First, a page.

The First Circuit rejected an appeal from a petitioner who claimed to have been persecuted on account of her membership in the particular social group comprised of "Salvadoran women in intimate relationships with partners who view them as property." The petitioner testified that she had a relationship with her abuser for approximately 18 months, but that the two of them never lived together. He became progressively more abusive throughout the relationship, inflicting verbal, physical, and sexual abuse on her. She conceived a child as a result of the sexual abuse. Her abuser was incarcerated on unrelated charges during the last year of their relationship. He called her and threatened her from jail on a regular basis. He purchased a home for her to live in with their child. He remained incarcerated when she left El Salvador.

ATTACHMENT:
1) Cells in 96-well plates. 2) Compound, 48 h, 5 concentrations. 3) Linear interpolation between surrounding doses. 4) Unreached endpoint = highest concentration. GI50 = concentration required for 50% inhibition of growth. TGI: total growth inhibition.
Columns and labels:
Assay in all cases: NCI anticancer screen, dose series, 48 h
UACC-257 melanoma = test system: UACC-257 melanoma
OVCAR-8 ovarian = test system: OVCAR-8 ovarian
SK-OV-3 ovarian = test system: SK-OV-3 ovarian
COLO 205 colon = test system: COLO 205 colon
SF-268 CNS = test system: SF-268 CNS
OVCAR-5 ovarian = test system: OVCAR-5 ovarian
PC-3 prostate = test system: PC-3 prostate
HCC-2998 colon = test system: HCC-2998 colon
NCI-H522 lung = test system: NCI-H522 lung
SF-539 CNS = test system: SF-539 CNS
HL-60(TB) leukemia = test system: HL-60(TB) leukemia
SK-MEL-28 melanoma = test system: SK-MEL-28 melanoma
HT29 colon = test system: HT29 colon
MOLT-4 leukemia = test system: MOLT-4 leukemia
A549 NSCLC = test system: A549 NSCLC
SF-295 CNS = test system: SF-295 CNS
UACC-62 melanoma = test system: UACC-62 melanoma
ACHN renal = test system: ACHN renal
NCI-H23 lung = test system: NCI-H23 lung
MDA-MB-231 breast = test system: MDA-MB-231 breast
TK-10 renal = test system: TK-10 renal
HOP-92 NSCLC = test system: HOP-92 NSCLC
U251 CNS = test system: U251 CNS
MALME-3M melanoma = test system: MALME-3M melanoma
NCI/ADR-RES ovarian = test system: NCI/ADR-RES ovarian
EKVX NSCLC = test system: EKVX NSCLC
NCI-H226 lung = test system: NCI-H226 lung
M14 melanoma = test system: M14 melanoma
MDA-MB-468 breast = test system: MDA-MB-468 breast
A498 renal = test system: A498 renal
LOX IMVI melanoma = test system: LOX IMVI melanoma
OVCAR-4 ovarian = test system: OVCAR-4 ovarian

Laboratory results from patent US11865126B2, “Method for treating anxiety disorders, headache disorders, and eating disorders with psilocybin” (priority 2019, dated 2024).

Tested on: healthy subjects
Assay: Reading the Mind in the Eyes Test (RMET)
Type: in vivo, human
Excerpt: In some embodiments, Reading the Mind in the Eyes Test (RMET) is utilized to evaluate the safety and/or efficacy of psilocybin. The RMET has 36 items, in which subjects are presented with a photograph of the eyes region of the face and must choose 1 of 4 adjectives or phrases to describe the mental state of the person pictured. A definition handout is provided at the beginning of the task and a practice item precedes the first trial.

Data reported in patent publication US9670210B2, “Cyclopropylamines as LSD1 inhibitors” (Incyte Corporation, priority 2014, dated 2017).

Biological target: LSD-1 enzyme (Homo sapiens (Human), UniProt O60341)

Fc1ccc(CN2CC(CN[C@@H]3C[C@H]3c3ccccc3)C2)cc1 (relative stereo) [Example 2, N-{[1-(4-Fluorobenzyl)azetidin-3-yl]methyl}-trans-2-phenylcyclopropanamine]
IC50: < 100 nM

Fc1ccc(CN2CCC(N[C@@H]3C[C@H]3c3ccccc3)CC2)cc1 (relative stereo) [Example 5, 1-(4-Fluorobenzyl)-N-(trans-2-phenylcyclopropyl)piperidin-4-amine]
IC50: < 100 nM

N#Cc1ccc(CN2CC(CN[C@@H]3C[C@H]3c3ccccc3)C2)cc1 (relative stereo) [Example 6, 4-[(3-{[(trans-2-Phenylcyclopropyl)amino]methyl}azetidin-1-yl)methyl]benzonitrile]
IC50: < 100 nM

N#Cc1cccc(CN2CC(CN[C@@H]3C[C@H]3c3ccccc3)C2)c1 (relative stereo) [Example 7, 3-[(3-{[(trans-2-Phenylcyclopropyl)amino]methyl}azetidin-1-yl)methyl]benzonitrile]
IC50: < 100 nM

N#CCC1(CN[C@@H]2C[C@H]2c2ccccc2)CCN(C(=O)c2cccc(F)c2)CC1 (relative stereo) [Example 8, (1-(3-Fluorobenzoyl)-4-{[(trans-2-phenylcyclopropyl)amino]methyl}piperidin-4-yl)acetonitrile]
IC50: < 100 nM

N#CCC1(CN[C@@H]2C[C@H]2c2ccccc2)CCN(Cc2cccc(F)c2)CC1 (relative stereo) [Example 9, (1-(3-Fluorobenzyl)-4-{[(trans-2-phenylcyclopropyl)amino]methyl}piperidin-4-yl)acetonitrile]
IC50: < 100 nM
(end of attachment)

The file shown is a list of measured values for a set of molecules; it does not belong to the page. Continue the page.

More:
The First Circuit concluded that "[b]eing in an intimate relationship with a partner who views you as property is not an immutable characteristic." The court distinguished the decision from the married woman in Matter of A-R-C-G-, noting that this applicant had never lived with her abuser and her abuser was incarcerated for the majority of their relatively short relationship. As such, the court concluded that she could have left the relationship.
The decision is alarming and seems to misunderstand the dynamics of domestic violence. The abuser's financial control, for example, was not addressed as a possible reason that the petitioner could not leave the relationship. In addition, the court failed to recognize that the birth of the petitioner's child - a product of rape - could emotionally, legally, and financially bind her to her abuser, who likely had parental rights to see his child.
The full decision in Vega-Ayala v. Lynch can be found here: